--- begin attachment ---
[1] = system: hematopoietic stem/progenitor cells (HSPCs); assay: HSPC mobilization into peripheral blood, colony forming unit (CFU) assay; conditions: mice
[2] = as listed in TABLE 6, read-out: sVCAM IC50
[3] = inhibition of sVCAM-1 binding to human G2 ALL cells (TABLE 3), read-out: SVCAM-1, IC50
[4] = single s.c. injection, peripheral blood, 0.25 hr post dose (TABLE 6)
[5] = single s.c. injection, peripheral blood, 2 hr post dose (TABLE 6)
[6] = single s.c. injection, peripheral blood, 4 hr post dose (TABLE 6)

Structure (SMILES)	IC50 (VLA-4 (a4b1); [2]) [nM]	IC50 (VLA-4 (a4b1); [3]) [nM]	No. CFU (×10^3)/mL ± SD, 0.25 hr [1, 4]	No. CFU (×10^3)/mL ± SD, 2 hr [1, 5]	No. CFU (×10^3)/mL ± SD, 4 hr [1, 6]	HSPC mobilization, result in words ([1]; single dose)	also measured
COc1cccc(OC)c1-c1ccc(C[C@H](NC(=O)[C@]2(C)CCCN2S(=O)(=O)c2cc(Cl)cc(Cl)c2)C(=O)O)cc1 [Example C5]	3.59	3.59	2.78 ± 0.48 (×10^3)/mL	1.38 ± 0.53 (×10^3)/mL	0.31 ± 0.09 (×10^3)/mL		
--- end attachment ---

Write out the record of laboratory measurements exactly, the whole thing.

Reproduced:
[1] = system: hematopoietic stem/progenitor cells (HSPCs); assay: HSPC mobilization into peripheral blood, colony forming unit (CFU) assay; conditions: mice
[2] = as listed in TABLE 6, read-out: sVCAM IC50
[3] = inhibition of sVCAM-1 binding to human G2 ALL cells (TABLE 3), read-out: SVCAM-1, IC50
[4] = single s.c. injection, peripheral blood, 0.25 hr post dose (TABLE 6)
[5] = single s.c. injection, peripheral blood, 2 hr post dose (TABLE 6)
[6] = single s.c. injection, peripheral blood, 4 hr post dose (TABLE 6)

Structure (SMILES)	IC50 (VLA-4 (a4b1); [2]) [nM]	IC50 (VLA-4 (a4b1); [3]) [nM]	No. CFU (×10^3)/mL ± SD, 0.25 hr [1, 4]	No. CFU (×10^3)/mL ± SD, 2 hr [1, 5]	No. CFU (×10^3)/mL ± SD, 4 hr [1, 6]	HSPC mobilization, result in words ([1]; single dose)	also measured
COc1cccc(OC)c1-c1ccc(C[C@H](NC(=O)[C@]2(C)CCCN2S(=O)(=O)c2cc(Cl)cc(Cl)c2)C(=O)O)cc1 [Example C5]	3.59	3.59	2.78 ± 0.48 (×10^3)/mL	1.38 ± 0.53 (×10^3)/mL	0.31 ± 0.09 (×10^3)/mL		